There have been many lessons learned from the Covid-19 pandemic and its subsequent lock downs and government-enforced social distancing, and for software/IT companies, one of those lessons has been that, yes, your entire staff can function fully and work successfully from home.
“It is not the most intellectual of the species that survives; it is not the strongest that survives; but the species that survives is the one that is able to adapt to and to adjust best to the changing environment in which it finds itself.”
Charles Darwin, On the Origin of Species
It hasn’t really been a lesson, as such, it’s been more of a realization that remote working really works, adaption as necessity, and then acceptance of this.
The recent abrupt move from office to home, for most, has been fairly effortless, and well-lubricated by the fact that most software/IT workers were already working remotely. The “work” of an open plan full of developers sitting side-by-side at desks, fingers to their keyboards, eyes to their monitors takes place, for want of better, in a connected cyberspace (it’s not like they’re all in the same room building a physical thing together). That shared space can be accessed from literally anywhere. They were only in the same room because that’s long been the default way to set up an office/business. In this time of Corona, the impersonal open plan has smoothly transformed into a network of separate personal rooms, and the work happily continues.
And we shouldn’t forget that this has only been a successful transformation due to the level of technology we have today, and of which most of us now possess at home. Had this pandemic struck back in 2000, the transformation would not have been smooth. Remember dial-up?
We have the technology, and we are seizing the day. In fact, the technology we have today facilitates an inter-connectivity that could only have been dreamed of 20 years ago. Morning stand-ups, SCRUMs, 1:1s, group meetings, even full staff town halls continue seamlessly thanks to MS Teams, Zoom, and alike, shared screens and all.
One of the few things current technology doesn’t allow for are those informal, casual “meetings” that take place every day in a real-world office: The after meeting; the off-the-cuff, but relevant, conversations that sometimes take place directly after a meeting has concluded. The chats over coffee in the lunchroom. The passing in the hallway: “Hi, Jane. Oh, by the way…” It’s a layer of office social inter-connectivity that software doesn’t yet truly facilitate. Attention technology, there ISN’T an app for that!
I won’t list all the pros and cons of working from home, aside from the salient ones. Pros: Better work-life balance, flexibility, zero commute time (which saves time and money (and the environment)). Cons: Distractions. If the worker has a lack of a good work space, and/or equipment. It’s been my experience that working from home is almost all pro. Other people’s mileage may vary, but I’ve heard few complaints.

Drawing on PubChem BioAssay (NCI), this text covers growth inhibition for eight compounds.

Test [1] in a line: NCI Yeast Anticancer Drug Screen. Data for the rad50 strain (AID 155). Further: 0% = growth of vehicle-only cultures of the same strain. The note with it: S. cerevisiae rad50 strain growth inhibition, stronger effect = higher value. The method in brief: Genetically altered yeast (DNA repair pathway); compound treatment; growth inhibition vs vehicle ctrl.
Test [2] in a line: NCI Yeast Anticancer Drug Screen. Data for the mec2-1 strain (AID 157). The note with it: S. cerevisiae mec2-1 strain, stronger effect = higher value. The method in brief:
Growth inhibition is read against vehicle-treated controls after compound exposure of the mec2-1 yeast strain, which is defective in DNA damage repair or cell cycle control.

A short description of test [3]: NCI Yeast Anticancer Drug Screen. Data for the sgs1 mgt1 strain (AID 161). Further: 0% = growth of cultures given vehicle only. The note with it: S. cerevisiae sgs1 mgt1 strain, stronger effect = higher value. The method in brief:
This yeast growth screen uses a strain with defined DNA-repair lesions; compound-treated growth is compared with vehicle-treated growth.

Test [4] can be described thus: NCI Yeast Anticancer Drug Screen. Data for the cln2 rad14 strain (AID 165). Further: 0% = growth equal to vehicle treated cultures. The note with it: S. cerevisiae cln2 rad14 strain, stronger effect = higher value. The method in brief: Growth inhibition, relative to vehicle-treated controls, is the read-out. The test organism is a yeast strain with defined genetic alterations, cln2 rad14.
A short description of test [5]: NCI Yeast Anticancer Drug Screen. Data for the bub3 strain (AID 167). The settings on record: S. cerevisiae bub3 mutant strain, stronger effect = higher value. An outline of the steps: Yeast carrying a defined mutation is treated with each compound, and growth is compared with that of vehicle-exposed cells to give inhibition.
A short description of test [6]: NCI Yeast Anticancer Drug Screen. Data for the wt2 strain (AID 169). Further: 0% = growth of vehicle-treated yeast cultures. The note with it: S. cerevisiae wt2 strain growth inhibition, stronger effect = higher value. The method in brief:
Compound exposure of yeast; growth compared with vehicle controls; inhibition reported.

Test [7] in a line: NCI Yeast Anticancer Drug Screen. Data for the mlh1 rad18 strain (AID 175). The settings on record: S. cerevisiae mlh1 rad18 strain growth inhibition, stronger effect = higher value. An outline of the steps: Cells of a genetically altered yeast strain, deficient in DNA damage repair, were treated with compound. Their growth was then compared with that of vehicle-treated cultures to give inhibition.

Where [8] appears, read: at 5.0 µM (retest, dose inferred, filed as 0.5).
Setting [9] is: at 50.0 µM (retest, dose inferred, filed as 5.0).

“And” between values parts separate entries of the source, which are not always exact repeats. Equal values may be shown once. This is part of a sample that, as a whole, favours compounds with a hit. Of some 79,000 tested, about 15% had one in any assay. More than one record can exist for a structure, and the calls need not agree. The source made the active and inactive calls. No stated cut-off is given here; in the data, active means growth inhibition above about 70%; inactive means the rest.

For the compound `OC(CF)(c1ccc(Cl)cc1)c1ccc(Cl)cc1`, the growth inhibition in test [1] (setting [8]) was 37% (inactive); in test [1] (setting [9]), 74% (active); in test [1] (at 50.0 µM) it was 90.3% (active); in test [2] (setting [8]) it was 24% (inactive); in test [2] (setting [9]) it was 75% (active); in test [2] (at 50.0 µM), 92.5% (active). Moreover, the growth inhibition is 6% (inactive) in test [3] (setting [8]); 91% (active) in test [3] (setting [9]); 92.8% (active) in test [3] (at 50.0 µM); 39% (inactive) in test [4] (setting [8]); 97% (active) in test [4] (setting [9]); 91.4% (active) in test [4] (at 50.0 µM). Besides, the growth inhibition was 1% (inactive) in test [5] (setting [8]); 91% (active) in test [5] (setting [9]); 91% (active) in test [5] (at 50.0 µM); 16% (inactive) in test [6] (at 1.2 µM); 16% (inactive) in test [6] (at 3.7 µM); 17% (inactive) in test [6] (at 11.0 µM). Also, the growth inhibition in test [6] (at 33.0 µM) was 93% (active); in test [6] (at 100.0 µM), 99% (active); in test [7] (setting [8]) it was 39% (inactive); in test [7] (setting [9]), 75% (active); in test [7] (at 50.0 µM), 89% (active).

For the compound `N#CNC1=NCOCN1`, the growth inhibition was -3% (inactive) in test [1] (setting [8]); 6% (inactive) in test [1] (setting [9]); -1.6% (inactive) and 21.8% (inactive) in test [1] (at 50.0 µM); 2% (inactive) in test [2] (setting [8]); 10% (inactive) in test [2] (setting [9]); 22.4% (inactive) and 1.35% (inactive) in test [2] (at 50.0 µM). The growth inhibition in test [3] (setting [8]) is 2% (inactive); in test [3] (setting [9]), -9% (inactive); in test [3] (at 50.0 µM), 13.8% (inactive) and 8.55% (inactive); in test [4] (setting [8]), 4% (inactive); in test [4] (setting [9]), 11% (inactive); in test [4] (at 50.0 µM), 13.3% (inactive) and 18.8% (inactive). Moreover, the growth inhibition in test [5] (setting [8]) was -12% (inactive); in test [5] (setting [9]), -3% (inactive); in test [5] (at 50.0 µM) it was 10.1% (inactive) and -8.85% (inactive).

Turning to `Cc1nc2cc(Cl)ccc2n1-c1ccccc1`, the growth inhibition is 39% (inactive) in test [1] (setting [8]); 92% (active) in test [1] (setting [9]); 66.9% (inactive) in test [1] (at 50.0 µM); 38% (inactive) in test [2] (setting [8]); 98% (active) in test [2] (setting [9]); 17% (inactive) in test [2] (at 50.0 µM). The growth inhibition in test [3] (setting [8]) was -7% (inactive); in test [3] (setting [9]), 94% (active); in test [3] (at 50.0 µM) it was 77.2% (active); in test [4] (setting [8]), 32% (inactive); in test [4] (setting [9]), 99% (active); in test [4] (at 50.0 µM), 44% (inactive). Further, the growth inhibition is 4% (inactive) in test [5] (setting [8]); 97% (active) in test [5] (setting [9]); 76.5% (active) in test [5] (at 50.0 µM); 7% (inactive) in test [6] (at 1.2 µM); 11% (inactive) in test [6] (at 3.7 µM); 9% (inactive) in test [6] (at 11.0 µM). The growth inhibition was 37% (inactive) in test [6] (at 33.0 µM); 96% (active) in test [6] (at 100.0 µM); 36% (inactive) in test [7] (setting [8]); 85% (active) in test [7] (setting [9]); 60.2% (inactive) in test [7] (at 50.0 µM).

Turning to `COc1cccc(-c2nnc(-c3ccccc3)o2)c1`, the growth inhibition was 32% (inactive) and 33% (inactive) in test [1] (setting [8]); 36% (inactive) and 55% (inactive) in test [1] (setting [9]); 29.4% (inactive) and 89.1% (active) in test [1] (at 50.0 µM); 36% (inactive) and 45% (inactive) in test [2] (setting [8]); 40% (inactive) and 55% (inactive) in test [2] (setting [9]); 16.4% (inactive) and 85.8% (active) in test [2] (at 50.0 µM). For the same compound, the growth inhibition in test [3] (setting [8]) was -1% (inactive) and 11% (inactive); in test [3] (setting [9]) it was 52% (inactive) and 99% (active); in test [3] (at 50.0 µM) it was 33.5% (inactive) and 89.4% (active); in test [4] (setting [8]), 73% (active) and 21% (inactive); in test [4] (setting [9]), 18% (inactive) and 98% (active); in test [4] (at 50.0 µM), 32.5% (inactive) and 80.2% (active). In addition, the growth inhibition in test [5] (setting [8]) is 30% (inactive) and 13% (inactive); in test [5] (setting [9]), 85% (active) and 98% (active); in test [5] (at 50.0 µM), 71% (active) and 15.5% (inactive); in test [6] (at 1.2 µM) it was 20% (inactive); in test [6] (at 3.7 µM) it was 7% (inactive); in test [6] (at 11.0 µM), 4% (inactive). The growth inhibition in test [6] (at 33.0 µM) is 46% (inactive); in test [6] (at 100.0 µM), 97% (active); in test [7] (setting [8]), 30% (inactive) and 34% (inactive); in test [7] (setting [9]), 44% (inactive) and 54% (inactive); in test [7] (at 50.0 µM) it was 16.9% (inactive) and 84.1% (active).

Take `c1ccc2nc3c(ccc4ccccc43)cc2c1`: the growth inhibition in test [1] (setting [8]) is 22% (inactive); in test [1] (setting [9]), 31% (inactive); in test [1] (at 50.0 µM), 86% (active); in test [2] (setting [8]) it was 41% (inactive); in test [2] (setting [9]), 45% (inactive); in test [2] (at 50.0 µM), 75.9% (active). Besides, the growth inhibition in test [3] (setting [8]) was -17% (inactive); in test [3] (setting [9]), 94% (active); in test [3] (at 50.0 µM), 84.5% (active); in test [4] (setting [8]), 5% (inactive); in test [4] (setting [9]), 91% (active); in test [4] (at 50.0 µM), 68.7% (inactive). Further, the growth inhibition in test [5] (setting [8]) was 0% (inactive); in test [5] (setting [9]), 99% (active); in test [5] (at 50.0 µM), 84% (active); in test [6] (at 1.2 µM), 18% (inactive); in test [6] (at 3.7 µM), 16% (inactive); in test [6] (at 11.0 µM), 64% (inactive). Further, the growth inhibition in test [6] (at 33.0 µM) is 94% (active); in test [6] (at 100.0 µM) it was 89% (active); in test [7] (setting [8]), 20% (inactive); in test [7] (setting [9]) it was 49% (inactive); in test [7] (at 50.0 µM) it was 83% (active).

The one thing about working from home that seldom gets mentioned in any article of this type, but is perhaps one of its most important aspects is honesty and accountability: Your boss can’t see if you’re sitting at your desk and doing your job. Back in the late 1990s, I took a position at a publishing company as a writer/researcher/editor. I was allowed to work from home. On my first day, my boss said to me, words to this effect: It’s all about trust.
Yes. You have to have that honesty and accountability.
A prediction of the future…
I’m a technical writer for a software company, I’m not a futurist or a soothsayer, but I’ve worked in offices long enough to see the changes and subtle shifts in dynamics, the evolution of the work space, so I’ll make an educated stab at what the future might bring.
I see the software/IT office becoming a central hub. A cost-effective meeting space (as opposed to the large, expensive-to-rent acreages for desks we currently have). There will be offices for senior management, and even they won’t be present Monday-Friday. There will be meeting rooms for when real-world, face-to-face meetings are needed, e.g., really important, or highly confidential meetings, job interviews, training, etc. There will be a server room: Everyone (at home) will log into their own virtual desktop within the company servers. And there will be a small lunch room with a coffee machine.
This prediction is based on the technology we now have and world we now live in. The Corona virus is still with us, for who knows how long, and who knows what’s coming after that. And because things change. The “office” we knew three months ago is nothing like the offices of 20, 30, 40 years ago. The offices of Lloyd’s of London had its origin (17th Century) as a coffee house.
Consider this. Before I went to university, straight out of high school, I had a couple of years working in a bank. There were 30 people working in that bank branch, about the size of a small apartment, and there was only ONE computer. The guy sitting next to me smoked at his desk and addressed women staff by their bra cup-size (I imagine he’s now living out his days grazing in some Jurassic park retirement village). Everyday, a herd of people would come and go from that office: to get cash, bank cash and checks, get a bank balance, pick up a new check book, and so on. It was a busy place to work.
Today, about 5 people work in that bank branch; each one has a computer on his/her desk and they perform most of their day-to-day tasks on it. They lead quiet lives. Next to nobody uses a check book anymore, more people use cards than cash, those who prefer cash get it from an ATM, and most people use their phone to do their banking. In ten years time, there will most likely be only one person working in that office (and it’ll probably be a robot).
©2020 Stephen Ross, All Rights Reserved
Photo credit: Alex Kotliarskyi / Unsplash